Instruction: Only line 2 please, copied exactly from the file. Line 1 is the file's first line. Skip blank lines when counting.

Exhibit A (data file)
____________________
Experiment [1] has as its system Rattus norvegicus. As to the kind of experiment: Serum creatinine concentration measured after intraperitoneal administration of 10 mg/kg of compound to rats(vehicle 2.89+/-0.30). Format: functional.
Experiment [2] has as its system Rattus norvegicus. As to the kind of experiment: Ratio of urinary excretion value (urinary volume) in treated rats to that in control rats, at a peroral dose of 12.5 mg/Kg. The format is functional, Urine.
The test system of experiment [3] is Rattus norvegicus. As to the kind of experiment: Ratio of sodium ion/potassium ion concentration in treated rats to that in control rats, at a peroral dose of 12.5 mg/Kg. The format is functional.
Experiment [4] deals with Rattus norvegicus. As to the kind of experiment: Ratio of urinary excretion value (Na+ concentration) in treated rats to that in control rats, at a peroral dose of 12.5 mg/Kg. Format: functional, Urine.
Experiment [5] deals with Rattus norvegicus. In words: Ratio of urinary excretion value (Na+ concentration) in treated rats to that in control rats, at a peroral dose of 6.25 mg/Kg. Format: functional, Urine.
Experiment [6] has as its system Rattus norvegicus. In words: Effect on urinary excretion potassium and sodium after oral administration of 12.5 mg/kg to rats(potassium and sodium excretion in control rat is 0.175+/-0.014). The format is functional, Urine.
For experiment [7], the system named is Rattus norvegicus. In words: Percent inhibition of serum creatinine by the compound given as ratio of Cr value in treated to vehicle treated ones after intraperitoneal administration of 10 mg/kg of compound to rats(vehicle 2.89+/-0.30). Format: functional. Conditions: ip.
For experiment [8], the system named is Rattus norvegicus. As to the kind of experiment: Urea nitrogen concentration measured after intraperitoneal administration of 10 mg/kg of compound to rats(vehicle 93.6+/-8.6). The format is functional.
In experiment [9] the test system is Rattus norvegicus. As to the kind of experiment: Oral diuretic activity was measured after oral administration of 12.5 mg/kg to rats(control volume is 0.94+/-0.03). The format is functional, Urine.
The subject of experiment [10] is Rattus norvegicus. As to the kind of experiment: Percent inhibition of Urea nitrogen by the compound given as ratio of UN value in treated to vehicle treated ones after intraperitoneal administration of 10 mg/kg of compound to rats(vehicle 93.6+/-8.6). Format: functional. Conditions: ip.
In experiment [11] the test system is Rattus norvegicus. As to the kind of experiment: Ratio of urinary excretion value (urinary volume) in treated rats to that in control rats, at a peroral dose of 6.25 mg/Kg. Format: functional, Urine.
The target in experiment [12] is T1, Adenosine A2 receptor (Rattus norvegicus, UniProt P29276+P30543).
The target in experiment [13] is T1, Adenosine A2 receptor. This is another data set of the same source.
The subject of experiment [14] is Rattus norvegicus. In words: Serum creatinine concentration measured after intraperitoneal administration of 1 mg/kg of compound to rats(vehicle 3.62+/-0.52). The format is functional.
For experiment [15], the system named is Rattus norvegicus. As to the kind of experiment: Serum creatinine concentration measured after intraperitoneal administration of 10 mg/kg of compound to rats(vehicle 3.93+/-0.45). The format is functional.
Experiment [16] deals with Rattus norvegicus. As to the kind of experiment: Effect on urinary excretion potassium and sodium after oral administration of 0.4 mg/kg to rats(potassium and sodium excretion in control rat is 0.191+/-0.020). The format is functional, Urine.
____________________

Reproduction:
Experiment [2] has as its system Rattus norvegicus. As to the kind of experiment: Ratio of urinary excretion value (urinary volume) in treated rats to that in control rats, at a peroral dose of 12.5 mg/Kg. The format is functional, Urine.